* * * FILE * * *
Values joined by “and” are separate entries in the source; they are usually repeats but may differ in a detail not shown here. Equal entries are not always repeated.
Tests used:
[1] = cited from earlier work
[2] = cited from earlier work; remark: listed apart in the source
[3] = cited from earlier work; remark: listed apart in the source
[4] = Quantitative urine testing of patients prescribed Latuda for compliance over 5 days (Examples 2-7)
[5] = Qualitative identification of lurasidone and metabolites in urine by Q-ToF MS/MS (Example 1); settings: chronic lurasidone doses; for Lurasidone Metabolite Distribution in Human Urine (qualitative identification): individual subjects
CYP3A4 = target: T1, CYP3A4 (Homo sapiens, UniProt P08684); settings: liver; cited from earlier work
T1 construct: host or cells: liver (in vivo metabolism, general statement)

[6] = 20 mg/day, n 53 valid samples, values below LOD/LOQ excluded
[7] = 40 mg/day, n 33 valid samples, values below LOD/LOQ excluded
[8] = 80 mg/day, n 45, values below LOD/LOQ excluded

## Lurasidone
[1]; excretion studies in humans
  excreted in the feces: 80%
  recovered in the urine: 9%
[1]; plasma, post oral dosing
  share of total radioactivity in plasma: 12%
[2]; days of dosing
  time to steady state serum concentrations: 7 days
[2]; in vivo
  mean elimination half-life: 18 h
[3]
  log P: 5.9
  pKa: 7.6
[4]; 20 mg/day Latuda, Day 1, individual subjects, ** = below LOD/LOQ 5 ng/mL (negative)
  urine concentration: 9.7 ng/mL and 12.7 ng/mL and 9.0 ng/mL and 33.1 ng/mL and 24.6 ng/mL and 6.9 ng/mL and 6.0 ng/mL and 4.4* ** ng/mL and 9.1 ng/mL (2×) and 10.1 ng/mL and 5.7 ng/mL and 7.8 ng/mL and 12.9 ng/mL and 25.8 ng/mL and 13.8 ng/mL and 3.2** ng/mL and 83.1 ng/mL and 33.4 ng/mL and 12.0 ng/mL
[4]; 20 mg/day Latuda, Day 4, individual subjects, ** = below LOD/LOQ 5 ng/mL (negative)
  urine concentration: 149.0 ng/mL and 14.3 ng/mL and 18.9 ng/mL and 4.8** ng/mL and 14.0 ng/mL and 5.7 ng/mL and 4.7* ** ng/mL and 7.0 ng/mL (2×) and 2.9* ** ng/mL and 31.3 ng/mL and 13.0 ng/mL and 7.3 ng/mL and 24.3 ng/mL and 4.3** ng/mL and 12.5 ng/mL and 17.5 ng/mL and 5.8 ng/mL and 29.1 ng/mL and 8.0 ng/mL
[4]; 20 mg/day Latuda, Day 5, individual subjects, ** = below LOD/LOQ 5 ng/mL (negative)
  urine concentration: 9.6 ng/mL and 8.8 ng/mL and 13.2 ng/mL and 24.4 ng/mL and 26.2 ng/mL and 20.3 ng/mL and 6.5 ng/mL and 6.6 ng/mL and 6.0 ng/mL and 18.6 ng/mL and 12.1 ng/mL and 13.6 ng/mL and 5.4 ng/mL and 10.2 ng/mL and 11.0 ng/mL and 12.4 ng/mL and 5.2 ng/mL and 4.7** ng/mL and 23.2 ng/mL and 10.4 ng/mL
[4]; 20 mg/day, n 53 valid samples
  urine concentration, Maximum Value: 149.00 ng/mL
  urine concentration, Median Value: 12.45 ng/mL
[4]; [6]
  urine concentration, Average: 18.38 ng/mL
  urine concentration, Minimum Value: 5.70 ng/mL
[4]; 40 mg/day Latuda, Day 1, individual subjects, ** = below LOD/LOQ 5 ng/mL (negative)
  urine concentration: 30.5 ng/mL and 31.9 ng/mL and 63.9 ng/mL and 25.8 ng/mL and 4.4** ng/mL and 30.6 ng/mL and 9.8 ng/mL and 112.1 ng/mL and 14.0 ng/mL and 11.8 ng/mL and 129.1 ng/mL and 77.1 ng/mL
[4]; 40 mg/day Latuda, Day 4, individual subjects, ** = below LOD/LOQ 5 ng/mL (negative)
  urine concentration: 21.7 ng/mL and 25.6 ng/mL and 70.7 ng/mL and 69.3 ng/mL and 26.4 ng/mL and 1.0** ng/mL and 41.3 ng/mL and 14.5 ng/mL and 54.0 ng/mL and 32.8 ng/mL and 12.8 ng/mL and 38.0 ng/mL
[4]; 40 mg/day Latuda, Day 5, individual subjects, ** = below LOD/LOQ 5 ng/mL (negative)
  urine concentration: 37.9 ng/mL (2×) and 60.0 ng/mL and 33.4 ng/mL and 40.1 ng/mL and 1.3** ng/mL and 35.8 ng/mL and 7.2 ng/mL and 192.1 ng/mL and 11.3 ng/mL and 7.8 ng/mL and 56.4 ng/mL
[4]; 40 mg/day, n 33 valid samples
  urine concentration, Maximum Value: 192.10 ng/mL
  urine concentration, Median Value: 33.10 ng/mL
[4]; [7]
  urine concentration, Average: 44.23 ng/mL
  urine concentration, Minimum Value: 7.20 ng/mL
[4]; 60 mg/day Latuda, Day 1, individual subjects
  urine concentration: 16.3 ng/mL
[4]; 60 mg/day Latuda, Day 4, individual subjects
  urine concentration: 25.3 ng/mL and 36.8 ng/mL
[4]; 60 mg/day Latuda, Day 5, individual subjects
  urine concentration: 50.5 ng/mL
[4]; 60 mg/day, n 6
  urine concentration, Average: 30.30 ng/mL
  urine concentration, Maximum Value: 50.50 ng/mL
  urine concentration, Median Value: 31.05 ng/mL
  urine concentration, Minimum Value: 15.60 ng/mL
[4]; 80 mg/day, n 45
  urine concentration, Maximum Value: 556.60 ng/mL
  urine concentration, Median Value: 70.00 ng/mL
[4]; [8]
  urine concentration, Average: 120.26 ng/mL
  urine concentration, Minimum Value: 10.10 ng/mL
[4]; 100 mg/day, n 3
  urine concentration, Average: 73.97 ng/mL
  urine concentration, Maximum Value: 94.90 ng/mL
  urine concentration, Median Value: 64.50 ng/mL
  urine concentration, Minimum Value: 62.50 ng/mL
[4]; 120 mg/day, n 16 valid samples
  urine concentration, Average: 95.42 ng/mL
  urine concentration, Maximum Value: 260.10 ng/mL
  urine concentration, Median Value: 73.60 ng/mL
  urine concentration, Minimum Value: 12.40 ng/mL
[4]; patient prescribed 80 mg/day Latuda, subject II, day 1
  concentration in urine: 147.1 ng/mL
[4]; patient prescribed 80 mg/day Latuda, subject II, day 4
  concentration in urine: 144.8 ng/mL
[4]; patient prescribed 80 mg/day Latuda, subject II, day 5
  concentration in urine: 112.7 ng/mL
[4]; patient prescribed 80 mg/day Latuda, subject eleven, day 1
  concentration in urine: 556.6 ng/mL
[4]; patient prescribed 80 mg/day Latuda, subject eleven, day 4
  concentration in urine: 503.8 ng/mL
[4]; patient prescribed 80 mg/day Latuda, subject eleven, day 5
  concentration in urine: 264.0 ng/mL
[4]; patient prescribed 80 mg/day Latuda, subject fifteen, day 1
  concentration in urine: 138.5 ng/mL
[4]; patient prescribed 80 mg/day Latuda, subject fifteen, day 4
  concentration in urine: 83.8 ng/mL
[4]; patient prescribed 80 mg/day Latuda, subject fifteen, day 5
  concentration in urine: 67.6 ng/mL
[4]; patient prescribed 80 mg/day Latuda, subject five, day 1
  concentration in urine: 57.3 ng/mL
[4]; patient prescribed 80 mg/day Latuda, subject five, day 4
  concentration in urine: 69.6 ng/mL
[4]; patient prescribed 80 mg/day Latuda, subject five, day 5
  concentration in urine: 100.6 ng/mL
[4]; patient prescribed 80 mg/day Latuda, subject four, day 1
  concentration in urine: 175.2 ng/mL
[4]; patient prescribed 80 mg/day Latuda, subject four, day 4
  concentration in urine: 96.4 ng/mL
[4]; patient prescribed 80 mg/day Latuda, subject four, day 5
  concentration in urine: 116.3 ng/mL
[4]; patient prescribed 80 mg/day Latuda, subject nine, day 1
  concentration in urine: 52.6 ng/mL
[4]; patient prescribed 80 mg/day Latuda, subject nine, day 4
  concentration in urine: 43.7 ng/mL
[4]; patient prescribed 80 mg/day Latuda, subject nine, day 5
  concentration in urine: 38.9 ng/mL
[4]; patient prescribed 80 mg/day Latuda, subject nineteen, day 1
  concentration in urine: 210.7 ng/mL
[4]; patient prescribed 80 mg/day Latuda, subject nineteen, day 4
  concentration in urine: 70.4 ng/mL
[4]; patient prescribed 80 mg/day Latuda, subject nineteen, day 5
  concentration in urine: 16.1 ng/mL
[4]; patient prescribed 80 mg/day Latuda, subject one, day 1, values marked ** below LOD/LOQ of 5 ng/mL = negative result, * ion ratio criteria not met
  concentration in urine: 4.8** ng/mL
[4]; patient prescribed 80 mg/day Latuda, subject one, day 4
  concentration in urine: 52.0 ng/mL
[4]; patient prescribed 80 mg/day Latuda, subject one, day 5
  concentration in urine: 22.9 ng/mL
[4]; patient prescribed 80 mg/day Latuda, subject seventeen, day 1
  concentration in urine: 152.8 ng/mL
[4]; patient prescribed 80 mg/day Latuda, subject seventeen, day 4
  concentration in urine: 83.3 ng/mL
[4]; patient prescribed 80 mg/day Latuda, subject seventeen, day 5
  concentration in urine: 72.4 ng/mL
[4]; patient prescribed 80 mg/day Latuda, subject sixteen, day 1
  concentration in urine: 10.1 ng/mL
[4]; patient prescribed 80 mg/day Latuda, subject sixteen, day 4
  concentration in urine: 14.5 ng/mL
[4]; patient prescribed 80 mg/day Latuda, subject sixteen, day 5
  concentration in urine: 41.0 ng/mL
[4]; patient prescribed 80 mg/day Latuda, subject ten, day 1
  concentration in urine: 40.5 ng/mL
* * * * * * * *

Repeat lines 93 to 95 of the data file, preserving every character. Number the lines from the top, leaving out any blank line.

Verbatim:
[4]; patient prescribed 80 mg/day Latuda, subject fifteen, day 5
  concentration in urine: 67.6 ng/mL
[4]; patient prescribed 80 mg/day Latuda, subject five, day 1